The Pale Door

The Pale Door

2020, NR, 96 min. Directed by Aaron B. Koontz. Starring Melora Walters, Zachary Knighton, Natasha Bassett, Stan Shaw, Devin Druid, Pat Healy, Bill Sage.

REVIEWED By Matthew Monagle, Fri., Aug. 21, 2020

Witches, gunfights, and gore is not a combination found in many Westerns, but perhaps that says more about the genre than it does The Pale Door. In the latest film from Austin indie horror filmmaker Aaron B. Koontz, there is plenty of all three to go around, resulting in a totally acceptable entry into the undersized canon of horror-Westerns.

After their latest train robbery goes sideways, the Dalton gang takes refuge in a local town. There, ringleader Duncan (Knighton) and younger brother Jake (Druid) find themselves the guests of Maria (Walters), the local brothel owner and elder stateswoman of the community. As the night continues, though, the gang makes a terrible discovery: Maria and her wards are kept alive by dark magic, and they have their sights set on Jake as their latest sacrifice.

For most audience members, the draw of the film will be the actors. From Bill Sage to Pat Healy, the supporting cast peppers The Pale Door with interesting character choices that consistently elevates the material. Unsurprisingly, Walters reigns supreme, offering grand character elements that never threaten to overshadow the effective emotional stakes. Westerns have long been fertile ground for character actors, and the cast of The Pale Door work overtime to anchor the film in the familial relationships.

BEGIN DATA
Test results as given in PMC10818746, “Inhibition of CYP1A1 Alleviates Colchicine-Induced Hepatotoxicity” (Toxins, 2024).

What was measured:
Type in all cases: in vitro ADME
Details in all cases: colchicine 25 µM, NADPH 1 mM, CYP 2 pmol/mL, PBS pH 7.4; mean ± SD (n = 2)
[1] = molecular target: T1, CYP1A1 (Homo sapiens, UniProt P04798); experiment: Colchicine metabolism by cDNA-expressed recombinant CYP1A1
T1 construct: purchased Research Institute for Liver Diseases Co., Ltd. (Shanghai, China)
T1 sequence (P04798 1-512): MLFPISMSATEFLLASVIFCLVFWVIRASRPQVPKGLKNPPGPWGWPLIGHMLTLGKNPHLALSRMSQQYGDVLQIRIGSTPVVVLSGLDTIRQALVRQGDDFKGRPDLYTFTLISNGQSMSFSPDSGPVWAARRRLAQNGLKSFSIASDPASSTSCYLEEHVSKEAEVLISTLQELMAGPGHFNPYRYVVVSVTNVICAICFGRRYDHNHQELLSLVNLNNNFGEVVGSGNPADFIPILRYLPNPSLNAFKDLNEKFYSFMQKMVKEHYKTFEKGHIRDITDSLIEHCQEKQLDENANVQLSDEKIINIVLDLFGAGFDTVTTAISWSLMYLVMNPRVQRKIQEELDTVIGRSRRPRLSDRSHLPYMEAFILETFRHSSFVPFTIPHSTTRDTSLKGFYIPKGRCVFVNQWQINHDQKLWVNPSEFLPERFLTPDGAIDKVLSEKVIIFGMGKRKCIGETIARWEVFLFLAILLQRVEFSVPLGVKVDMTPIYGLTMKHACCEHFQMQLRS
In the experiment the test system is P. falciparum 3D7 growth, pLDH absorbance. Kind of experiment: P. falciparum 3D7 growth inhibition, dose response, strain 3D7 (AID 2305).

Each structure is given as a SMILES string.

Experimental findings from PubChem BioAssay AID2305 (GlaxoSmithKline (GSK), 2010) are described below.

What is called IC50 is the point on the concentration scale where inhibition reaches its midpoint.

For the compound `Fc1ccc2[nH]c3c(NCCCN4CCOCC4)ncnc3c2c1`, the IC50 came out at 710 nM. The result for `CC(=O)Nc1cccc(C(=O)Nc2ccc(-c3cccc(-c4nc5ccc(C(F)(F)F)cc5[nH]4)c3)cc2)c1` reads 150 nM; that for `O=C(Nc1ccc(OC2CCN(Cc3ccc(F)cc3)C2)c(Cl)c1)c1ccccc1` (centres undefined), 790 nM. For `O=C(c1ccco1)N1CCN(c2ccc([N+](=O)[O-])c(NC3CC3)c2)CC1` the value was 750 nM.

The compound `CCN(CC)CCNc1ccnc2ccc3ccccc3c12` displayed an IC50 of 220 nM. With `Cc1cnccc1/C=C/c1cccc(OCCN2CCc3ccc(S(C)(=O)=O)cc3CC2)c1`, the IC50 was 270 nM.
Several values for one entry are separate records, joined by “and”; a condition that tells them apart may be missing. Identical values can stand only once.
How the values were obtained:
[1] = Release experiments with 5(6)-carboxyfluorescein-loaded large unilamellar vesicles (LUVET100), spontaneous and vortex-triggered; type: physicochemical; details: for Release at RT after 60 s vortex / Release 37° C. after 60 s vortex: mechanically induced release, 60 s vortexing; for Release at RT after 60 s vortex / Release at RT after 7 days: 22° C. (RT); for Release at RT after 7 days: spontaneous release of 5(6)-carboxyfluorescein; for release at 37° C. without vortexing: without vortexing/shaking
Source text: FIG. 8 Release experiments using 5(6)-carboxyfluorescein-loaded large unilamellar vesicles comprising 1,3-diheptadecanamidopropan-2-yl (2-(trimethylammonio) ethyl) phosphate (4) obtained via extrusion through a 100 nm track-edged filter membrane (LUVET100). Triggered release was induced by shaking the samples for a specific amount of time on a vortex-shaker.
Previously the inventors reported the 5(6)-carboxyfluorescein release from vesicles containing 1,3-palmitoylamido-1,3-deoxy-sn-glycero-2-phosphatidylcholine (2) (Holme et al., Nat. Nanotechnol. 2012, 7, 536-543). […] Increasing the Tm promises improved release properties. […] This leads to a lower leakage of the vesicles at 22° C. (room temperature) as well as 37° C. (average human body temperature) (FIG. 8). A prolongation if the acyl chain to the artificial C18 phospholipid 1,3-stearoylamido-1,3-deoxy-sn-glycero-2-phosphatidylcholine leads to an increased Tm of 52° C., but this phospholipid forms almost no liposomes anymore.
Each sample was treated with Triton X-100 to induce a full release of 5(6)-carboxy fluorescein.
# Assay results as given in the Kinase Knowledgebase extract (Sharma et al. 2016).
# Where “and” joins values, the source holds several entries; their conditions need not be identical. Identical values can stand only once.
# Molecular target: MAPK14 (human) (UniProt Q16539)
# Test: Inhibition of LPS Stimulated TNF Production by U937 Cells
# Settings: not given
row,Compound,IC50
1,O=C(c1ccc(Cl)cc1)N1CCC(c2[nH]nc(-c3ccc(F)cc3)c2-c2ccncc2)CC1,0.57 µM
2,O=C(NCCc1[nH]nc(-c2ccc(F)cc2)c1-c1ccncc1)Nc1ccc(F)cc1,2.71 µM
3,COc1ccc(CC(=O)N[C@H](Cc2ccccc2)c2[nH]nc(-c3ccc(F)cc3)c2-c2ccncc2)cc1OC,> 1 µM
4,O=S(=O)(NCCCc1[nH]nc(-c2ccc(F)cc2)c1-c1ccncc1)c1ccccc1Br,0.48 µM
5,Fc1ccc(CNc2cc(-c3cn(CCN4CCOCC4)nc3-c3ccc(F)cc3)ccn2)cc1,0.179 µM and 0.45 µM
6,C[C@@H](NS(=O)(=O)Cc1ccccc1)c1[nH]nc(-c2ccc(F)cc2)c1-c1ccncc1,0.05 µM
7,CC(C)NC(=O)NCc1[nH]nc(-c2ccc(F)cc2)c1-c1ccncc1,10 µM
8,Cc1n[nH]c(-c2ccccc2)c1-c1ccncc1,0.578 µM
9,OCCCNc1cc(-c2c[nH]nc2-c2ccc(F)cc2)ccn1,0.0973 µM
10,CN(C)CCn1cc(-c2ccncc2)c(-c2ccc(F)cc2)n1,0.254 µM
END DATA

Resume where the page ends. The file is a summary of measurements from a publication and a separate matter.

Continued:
As a B-horror movie, The Pale Door holds its own. As a Western, however, the film struggles. Missing from the movies are the sweeping landscapes we associate with the genre. This may be a necessary tradeoff on the part of the production team, but there is still something maddening about watching a Western comprised entirely of medium shots. Even more frustrating is the soundtrack. More than any other mode of filmmaking, Westerns open the door for iconic and adventuresome scoring. The Pale Door is Exhibit A on how hard a film has to work to make up for a shapeless soundtrack.

In the end, your appreciation for horror-Westerns will determine where you stand with The Pale Door. If you are willing to look past the film’s genre shortcomings and find happiness in the little things – such as Sage’s Creole accent, or several cinematic nods to iconic entries in the genre – you might find the film to be worth your while. Until movies like The Wind or Bone Tomahawk are the norm, a film like The Pale Door is a perfectly acceptable place holder.

The Pale Door is being released simultaneously in theaters and on VOD.

Read our interview with writer/director Aaron B. Koontz, "Weird, Weird West," in this week's issue.

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The Pale Door, Aaron B. Koontz, Melora Walters, Zachary Knighton, Natasha Bassett, Stan Shaw, Devin Druid, Pat Healy, Bill Sage

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